President Biden has officially signed into law the controversial Infrastructure bill which has a provision in it pertaining to the crypto industry.
The bill, which contains more than $1 trillion in spending for everything from roads and bridges, to $5 billion for electric school buses, also includes a piece that redefines the meaning of “broker” in the digital asset space.
Under the new bill, a vast range of entities working in the industry could be classified as brokers, and thus required to issue a 1099-like form disclosing who their customers are to the government. They would also be required to report every transaction over $10,000.
Though the crypto provision doesn’t take effect until 2024, those in the space have lamented the new legislation, including US officials.
Senators Ron Wyden (D-OR) and Cynthia Lummis (R-WY) have introduced a new bill that attempts to tweak Biden’s infrastructure package to bring in a more crypto-friendly definition for “broker.”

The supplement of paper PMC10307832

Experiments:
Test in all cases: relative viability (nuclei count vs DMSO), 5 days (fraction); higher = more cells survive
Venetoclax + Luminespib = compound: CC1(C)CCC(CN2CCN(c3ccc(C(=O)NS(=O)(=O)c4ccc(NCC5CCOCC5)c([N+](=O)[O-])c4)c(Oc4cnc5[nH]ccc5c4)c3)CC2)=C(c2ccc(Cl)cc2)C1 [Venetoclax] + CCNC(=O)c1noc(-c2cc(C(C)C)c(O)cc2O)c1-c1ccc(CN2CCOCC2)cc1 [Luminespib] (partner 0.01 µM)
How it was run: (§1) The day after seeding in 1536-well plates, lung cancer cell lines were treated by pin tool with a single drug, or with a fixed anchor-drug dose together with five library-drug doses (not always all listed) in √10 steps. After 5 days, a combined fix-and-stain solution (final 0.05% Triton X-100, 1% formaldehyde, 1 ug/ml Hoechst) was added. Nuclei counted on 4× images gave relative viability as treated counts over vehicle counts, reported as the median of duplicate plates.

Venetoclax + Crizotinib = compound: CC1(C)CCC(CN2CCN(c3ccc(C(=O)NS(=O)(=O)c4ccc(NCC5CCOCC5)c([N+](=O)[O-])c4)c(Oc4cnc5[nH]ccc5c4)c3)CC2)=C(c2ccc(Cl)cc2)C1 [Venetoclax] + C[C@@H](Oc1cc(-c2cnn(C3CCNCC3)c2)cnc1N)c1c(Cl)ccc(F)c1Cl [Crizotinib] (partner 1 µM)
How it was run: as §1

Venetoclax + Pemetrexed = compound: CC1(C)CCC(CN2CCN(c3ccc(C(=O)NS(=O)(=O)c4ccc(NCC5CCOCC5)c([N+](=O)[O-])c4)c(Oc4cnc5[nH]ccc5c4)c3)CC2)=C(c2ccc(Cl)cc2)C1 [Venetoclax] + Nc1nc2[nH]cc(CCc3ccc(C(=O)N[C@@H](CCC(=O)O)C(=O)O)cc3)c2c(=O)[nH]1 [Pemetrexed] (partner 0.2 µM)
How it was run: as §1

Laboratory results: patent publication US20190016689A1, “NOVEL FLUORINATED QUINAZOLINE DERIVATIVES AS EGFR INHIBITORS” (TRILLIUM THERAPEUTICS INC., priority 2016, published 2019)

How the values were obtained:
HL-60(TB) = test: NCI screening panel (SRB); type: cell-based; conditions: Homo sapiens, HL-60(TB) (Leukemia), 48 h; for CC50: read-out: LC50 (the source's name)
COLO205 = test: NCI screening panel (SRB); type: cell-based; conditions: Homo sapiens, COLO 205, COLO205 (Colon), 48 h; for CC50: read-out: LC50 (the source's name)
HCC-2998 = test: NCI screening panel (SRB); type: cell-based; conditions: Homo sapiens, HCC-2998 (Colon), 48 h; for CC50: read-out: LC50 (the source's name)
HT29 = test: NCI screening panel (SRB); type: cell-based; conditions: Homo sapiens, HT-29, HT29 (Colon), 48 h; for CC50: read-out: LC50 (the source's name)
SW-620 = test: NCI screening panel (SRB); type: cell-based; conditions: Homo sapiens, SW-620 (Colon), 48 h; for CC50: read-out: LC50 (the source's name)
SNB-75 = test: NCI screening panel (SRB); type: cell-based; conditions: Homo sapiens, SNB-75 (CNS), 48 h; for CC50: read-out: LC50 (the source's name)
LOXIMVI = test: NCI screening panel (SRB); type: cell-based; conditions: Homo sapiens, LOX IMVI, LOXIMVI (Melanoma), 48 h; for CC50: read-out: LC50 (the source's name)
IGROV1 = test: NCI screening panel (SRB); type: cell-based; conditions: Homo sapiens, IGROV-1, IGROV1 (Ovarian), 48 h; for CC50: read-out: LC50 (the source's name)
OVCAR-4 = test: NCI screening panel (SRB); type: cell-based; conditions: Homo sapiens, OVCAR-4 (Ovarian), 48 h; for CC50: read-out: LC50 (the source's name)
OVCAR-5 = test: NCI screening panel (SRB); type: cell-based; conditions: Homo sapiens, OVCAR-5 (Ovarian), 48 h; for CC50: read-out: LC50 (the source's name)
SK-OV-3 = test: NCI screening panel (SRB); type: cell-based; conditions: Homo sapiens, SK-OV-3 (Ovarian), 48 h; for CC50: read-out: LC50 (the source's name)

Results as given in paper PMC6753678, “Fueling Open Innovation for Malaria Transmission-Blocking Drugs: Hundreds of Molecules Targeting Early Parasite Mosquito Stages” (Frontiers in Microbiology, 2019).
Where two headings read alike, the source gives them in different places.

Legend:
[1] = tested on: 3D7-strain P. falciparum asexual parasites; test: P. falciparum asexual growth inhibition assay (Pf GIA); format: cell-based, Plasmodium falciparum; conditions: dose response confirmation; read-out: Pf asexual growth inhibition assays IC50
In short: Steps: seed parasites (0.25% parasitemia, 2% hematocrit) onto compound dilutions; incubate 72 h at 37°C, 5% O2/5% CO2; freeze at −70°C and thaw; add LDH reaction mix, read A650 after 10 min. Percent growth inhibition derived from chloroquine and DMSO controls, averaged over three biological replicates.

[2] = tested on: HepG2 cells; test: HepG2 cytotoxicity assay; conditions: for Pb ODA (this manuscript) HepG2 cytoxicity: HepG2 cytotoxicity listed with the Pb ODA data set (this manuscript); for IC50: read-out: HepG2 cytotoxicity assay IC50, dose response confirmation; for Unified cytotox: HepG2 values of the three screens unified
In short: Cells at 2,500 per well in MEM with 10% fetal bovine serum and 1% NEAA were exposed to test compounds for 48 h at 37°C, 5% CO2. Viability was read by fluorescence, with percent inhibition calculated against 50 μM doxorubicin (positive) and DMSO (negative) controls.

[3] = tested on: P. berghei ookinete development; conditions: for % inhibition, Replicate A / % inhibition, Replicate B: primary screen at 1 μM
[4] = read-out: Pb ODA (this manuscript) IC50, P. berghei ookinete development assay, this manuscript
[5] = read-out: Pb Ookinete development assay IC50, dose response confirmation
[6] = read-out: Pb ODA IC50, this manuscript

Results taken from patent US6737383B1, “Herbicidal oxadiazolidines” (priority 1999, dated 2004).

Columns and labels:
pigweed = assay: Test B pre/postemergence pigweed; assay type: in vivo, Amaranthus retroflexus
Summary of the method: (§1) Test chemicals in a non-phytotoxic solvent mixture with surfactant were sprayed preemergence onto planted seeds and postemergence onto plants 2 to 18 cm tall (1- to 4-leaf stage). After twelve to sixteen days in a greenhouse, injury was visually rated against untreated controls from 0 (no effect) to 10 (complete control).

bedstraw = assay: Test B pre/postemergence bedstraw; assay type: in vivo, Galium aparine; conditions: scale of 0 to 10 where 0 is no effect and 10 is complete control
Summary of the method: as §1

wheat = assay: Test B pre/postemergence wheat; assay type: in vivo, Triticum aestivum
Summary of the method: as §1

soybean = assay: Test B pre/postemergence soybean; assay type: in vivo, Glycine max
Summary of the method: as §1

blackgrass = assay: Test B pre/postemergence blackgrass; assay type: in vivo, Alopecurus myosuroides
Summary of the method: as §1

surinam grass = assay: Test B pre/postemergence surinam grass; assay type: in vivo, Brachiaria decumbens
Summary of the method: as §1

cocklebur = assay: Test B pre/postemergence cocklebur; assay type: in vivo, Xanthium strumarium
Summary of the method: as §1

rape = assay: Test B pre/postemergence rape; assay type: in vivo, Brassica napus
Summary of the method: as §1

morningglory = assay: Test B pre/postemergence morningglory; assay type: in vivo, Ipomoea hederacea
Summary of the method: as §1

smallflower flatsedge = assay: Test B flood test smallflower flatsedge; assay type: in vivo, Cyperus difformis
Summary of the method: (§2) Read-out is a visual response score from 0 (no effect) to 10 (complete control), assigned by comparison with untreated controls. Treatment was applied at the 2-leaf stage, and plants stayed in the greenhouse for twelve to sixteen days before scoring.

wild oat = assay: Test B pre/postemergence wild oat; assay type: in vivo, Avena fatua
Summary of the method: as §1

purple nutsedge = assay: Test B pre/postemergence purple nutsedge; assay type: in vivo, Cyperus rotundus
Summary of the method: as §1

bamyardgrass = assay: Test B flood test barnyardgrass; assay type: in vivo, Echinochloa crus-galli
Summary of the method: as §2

In an announcement yesterday, the senators said that their new bill would amend the definition to exclude “miners and stakers, as well as wallet providers and developers, and would ensure that only those digital asset intermediaries that actually have access to material customer information are required to report to the IRS.”
Ostensibly, Wyden and Lummis’ bill aims for crypto exchanges to be the only major entity affected by the provision.
“With the infrastructure bill on the verge of becoming law, it’s critically important to protect innovation in the digital asset space,” Senator Wyden said.
“Our bill makes clear that the new reporting requirements do not apply to individuals developing blockchain technology and wallets. This will protect American innovation while at the same time ensuring those who buy and sell cryptocurrency pay the taxes they already owe.”
Lummis said that passing the bill and embracing the crypto space was imperative to “maintain America’s position as the global financial leader.”